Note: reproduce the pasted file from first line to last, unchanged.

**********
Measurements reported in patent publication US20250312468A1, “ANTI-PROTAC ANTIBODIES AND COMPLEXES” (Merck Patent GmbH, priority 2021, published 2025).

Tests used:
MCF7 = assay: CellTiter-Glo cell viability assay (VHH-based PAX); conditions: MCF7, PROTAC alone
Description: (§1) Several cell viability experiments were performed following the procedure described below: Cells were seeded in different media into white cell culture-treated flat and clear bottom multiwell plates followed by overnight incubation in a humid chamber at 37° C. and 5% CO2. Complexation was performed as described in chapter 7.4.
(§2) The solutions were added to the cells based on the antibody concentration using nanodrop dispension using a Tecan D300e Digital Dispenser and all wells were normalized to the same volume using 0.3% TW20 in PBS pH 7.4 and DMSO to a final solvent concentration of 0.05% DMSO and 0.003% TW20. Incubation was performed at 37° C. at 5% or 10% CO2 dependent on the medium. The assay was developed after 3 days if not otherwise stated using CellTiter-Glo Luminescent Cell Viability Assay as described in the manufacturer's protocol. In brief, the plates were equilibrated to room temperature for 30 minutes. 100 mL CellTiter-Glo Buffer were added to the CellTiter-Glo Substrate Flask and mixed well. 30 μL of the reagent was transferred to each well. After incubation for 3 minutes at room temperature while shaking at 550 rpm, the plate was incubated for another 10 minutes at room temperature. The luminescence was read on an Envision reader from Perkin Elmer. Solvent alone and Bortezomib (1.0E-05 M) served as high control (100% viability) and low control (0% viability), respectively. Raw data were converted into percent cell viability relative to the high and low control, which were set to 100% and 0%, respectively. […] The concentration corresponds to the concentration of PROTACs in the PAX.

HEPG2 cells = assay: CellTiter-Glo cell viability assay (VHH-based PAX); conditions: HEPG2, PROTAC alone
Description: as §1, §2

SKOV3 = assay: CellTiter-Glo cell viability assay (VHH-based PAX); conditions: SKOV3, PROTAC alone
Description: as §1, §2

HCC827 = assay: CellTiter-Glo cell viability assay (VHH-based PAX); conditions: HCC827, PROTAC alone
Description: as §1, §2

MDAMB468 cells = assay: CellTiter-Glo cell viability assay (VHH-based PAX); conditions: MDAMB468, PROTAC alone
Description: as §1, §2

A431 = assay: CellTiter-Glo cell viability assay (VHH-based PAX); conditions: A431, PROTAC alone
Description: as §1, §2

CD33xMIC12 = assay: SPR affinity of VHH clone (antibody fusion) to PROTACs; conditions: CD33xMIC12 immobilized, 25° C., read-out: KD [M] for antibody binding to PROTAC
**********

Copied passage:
Measurements reported in patent publication US20250312468A1, “ANTI-PROTAC ANTIBODIES AND COMPLEXES” (Merck Patent GmbH, priority 2021, published 2025).

Tests used:
MCF7 = assay: CellTiter-Glo cell viability assay (VHH-based PAX); conditions: MCF7, PROTAC alone
Description: (§1) Several cell viability experiments were performed following the procedure described below: Cells were seeded in different media into white cell culture-treated flat and clear bottom multiwell plates followed by overnight incubation in a humid chamber at 37° C. and 5% CO2. Complexation was performed as described in chapter 7.4.
(§2) The solutions were added to the cells based on the antibody concentration using nanodrop dispension using a Tecan D300e Digital Dispenser and all wells were normalized to the same volume using 0.3% TW20 in PBS pH 7.4 and DMSO to a final solvent concentration of 0.05% DMSO and 0.003% TW20. Incubation was performed at 37° C. at 5% or 10% CO2 dependent on the medium. The assay was developed after 3 days if not otherwise stated using CellTiter-Glo Luminescent Cell Viability Assay as described in the manufacturer's protocol. In brief, the plates were equilibrated to room temperature for 30 minutes. 100 mL CellTiter-Glo Buffer were added to the CellTiter-Glo Substrate Flask and mixed well. 30 μL of the reagent was transferred to each well. After incubation for 3 minutes at room temperature while shaking at 550 rpm, the plate was incubated for another 10 minutes at room temperature. The luminescence was read on an Envision reader from Perkin Elmer. Solvent alone and Bortezomib (1.0E-05 M) served as high control (100% viability) and low control (0% viability), respectively. Raw data were converted into percent cell viability relative to the high and low control, which were set to 100% and 0%, respectively. […] The concentration corresponds to the concentration of PROTACs in the PAX.

HEPG2 cells = assay: CellTiter-Glo cell viability assay (VHH-based PAX); conditions: HEPG2, PROTAC alone
Description: as §1, §2

SKOV3 = assay: CellTiter-Glo cell viability assay (VHH-based PAX); conditions: SKOV3, PROTAC alone
Description: as §1, §2

HCC827 = assay: CellTiter-Glo cell viability assay (VHH-based PAX); conditions: HCC827, PROTAC alone
Description: as §1, §2

MDAMB468 cells = assay: CellTiter-Glo cell viability assay (VHH-based PAX); conditions: MDAMB468, PROTAC alone
Description: as §1, §2

A431 = assay: CellTiter-Glo cell viability assay (VHH-based PAX); conditions: A431, PROTAC alone
Description: as §1, §2

CD33xMIC12 = assay: SPR affinity of VHH clone (antibody fusion) to PROTACs; conditions: CD33xMIC12 immobilized, 25° C., read-out: KD [M] for antibody binding to PROTAC